Welcome to the IBS medications section to help you understand the drugs you are given to help manage your symptoms.
The drugs don’t work for everyone, but I would estimate an overall benefit to to most sufferers.
Irritable Bowel drugs are used by most people as an adjunct treatment in combination with other options such as diet, lifestyle and natural remedies.
When you embark on any medication, you always have to consider the benefits against the side effects of the drug you take.
They can be used to help improve symptoms such as pain, diarrhea and constipation.
IBS medications are not a cure, but they are a way of allowing you to take control of your bowel movements and pain issues, something that I believe is very important to anyone with the condition.
The choice of drug depends on the type of IBS you suffer from.
They can be broadly divided into antispasmodics, laxatives, antidiarrheals, bulking agents and miscellaneous IBS drugs.
I would particularly advise using them when your symptoms are severe or when more conservative measures such as diet and lifestyle are ineffective.
Let's take a break a moment and try this quick survey......
Antispasmodic drugs are used for pain relief and are particularly good when you have cramps.
They have relatively widespread use as IBS medications and some of them may already be familiar to you.
They work by reducing the spasm symptoms that can be experienced in all forms of IBS.
The most common ones used are Mebeverine, hyoscine butylbromide (Buscopan) and Peppermint Oil Capsules (Mintec, Colpermin).
Mebeverine and hyoscine are so called anticholinergic drugs which have an effect on your gut muscles at a cell level, to help reduce bowel spasm and pain.
Like all drugs, these medications do have side effects in some people.
The most poorly tolerated of these are the so called antimuscarinic effects which include dry mouth, blurring of vision and urine retention which you can get with both mebeverine and hyoscine butylbromide.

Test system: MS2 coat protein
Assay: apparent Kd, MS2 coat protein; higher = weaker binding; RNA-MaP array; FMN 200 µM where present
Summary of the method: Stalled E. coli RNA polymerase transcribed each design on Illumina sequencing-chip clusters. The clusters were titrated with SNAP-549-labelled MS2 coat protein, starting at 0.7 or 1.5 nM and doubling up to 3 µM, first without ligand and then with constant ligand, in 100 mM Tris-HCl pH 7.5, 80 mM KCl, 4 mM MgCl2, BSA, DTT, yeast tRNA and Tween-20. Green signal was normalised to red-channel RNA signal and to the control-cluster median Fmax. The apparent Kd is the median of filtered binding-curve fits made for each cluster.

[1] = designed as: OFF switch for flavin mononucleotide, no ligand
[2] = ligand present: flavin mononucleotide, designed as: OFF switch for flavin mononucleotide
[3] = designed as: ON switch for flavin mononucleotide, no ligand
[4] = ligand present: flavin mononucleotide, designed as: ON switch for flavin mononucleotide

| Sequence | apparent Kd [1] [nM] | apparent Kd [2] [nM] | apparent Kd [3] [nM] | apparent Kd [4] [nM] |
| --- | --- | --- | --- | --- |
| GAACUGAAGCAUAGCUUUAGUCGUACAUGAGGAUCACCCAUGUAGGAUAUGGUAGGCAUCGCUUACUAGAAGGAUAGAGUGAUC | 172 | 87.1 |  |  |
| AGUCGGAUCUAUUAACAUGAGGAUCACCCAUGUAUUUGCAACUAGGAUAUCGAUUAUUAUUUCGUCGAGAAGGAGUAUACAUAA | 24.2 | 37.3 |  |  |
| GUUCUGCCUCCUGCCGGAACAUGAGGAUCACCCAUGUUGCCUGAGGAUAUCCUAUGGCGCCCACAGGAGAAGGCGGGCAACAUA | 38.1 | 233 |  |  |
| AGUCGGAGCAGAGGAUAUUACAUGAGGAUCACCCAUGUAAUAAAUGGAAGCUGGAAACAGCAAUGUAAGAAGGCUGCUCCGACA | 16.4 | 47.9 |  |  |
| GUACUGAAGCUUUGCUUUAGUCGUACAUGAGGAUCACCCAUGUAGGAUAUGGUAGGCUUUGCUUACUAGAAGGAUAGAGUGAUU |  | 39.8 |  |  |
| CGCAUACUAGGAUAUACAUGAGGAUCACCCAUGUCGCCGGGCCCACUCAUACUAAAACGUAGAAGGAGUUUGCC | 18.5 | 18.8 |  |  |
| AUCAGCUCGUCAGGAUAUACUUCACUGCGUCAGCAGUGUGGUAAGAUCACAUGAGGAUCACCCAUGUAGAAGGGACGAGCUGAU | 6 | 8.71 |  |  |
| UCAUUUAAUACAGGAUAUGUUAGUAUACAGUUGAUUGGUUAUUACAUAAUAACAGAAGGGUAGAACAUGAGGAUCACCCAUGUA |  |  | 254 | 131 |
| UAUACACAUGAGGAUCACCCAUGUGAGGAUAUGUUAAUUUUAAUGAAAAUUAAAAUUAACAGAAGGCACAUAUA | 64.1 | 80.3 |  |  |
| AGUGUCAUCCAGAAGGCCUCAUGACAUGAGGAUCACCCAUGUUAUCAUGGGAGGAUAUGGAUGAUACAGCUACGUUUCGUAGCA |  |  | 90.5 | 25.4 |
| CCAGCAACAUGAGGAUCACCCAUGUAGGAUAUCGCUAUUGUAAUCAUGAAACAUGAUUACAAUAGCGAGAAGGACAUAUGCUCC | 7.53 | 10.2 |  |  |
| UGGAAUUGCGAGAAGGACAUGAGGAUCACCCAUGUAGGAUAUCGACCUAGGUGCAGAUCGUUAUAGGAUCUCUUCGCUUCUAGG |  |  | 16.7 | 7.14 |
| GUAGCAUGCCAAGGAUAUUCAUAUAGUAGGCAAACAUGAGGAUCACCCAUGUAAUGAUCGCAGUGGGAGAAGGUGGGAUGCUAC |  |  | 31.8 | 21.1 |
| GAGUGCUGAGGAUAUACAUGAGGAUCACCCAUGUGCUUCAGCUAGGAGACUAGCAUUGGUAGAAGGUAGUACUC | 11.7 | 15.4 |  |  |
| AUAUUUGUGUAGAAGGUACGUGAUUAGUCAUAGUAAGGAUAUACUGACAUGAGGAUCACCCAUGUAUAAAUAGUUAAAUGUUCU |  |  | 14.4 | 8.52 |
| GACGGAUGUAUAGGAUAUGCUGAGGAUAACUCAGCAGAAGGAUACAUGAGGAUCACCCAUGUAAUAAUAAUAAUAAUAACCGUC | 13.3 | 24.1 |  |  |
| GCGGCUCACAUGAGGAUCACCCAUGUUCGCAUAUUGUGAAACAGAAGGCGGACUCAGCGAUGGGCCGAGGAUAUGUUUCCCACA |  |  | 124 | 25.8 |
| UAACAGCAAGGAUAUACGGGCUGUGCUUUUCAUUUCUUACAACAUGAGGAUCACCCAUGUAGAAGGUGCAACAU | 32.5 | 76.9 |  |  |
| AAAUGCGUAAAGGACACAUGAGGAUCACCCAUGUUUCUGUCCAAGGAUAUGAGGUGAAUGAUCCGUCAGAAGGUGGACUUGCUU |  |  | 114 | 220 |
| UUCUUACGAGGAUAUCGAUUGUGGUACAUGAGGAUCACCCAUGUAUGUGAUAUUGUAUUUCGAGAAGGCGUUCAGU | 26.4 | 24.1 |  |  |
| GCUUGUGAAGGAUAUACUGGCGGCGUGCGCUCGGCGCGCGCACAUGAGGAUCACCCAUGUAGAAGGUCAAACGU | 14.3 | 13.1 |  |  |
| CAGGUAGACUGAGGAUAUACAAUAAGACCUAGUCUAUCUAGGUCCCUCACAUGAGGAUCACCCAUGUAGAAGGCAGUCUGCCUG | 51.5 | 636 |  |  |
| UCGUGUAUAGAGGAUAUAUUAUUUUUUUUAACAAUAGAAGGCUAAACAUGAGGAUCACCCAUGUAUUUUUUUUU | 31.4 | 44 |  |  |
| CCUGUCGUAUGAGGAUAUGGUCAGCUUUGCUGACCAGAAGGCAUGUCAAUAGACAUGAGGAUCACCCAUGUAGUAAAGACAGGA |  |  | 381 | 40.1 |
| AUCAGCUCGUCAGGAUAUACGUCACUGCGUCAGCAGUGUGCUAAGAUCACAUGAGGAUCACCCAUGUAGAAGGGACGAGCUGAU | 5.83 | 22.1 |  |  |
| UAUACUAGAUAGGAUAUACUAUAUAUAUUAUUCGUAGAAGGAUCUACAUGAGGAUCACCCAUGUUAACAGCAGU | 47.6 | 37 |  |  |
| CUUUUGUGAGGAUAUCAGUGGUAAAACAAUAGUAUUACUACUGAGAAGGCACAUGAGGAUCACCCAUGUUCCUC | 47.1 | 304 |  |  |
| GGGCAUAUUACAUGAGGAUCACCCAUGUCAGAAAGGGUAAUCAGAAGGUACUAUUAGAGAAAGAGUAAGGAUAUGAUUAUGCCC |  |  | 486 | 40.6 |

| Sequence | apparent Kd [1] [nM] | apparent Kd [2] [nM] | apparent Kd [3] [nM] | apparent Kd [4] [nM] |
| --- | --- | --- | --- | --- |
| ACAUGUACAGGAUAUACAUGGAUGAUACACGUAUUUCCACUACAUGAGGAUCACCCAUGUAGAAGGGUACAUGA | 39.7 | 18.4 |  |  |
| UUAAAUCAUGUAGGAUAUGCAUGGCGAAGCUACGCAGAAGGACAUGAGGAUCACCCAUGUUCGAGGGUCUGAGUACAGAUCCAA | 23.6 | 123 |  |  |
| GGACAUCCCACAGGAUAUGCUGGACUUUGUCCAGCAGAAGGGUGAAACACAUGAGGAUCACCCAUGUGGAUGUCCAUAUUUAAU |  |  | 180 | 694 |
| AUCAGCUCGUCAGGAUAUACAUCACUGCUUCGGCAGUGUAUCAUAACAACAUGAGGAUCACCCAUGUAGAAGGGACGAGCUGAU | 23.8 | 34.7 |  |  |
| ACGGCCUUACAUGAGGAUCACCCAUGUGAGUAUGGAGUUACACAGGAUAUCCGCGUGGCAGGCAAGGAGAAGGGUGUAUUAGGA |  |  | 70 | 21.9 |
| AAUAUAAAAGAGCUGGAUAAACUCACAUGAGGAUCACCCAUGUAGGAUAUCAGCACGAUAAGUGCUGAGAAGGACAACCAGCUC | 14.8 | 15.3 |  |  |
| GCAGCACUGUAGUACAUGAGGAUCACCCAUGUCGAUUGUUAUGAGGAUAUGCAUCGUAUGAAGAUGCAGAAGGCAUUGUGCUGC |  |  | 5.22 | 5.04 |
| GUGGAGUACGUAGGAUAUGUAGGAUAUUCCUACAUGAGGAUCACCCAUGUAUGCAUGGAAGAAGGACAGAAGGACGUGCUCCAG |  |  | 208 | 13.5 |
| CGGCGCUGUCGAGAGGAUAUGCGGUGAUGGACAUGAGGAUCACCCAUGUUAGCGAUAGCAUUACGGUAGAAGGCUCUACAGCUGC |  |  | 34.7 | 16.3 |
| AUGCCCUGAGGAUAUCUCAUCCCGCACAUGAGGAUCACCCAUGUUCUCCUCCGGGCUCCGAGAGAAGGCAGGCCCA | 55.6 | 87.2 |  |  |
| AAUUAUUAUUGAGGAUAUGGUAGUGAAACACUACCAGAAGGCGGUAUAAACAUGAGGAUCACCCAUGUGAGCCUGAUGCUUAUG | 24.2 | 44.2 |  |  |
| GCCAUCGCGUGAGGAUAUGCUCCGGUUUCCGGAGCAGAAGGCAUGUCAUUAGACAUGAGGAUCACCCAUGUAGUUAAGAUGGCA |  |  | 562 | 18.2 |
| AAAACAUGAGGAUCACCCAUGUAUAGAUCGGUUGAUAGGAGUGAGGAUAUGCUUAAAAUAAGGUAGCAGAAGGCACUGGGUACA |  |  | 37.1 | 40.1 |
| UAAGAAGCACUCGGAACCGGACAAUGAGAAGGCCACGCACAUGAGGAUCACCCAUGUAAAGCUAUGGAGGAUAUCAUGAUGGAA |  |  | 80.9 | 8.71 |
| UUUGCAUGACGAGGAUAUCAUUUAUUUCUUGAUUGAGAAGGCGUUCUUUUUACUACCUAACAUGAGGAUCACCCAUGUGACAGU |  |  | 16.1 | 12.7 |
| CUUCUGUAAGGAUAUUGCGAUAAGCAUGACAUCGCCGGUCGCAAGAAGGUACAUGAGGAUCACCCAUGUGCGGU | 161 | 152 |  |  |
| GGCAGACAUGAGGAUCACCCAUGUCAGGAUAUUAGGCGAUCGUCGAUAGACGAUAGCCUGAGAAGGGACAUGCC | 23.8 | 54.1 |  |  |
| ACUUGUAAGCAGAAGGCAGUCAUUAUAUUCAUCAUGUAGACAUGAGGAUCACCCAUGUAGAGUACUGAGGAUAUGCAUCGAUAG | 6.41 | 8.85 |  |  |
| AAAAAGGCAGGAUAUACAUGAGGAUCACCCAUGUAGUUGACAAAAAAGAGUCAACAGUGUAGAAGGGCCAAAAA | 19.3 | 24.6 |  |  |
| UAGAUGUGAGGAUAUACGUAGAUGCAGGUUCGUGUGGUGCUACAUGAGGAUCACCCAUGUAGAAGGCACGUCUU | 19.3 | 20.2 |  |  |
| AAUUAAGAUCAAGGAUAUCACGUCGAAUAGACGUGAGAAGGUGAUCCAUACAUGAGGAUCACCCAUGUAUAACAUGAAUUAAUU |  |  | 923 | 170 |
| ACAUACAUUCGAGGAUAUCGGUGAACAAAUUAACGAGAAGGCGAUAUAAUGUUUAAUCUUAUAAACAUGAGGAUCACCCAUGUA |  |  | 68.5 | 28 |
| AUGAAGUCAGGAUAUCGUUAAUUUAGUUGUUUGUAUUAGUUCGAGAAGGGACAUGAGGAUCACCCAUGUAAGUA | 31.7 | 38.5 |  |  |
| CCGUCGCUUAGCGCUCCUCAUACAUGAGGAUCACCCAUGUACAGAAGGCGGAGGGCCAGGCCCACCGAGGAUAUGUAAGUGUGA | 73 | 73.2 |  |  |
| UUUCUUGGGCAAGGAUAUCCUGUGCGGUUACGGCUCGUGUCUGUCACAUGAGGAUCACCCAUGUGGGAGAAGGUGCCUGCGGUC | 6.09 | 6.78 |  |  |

Thankfully, these side effects are generally well tolerated, so they shouldn't be ignored on the grounds of possibly getting these symptoms.
Peppermint Oil capsules work on anti-pain channels to reduce the pain of IBS.
They are a natural product and come in capsule form to allow passage of the medication in to the bowel without it causing any irritation in your mouth.
They have very few side effects, which is great news for you, although they may increase reflux symptoms if you are susceptible, as they can relax the sphincter mechanism between your esophagus and stomach.
Antidiarrheals are used in diarrhoea predominant Irritable Bowel Syndrome.
These drugs work by reducing your gut contractility, but should be used with caution, as they can increase your spasm symptoms too.
The common ones used are Loperamide, Co-Phenotrope and Codeine Phosphate.
They are from the same family of drugs as the opiates morphine and diamorphine (heroin), but much weaker.
They work by stimulating opiate receptors in the bowel wall which in turn reduces your guts contraction and bowel movements.
Antidiarrheal IBS medications do have side effects and these include abdominal pain, nausea, drowsiness, dizziness and bloating in some people.
Some IBS-D sufferers don’t like antidiarrheal medication because of the constipating effect, which has always seemed a bit of a paradox to me!
The other group are the bulking agents which work by 'bulking up' your bowel motion, aiding the passage of stool through your gut.
Its action is achieved by the physical bulk as well as drawing fluid in to the fiber and stool.
The commonly used bulking agents are Ispaghula Husk (Fybogel), Sterculia or Normacol and Methylcellulose which can be used in all forms of IBS.
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Sterculia or Normacol
Peppermint Oil Capsules
Miscellaneous IBS medications include antidepressants, 5-HT3 antagonists (Alosetron) and 5-HT4 antagonists (Tegaserod).
I won’t go in to detail with these drugs as the latter two are rarely used now, but if you click on their links you can find out more detail including indications, doses and common side effects.
There are also newer drugs being developed for IBS-C, particularly in refractory or resistant symptoms. These include the drugs Linaclotide (Linzess and Constella), Amitiza (Lubiprostone) and Prucalopride (Rosolor).
So, in summary, Irritable Bowel Syndrome medication can help some sufferers, but should be thought of as an adjunct rather than a cure in the management of your IBS.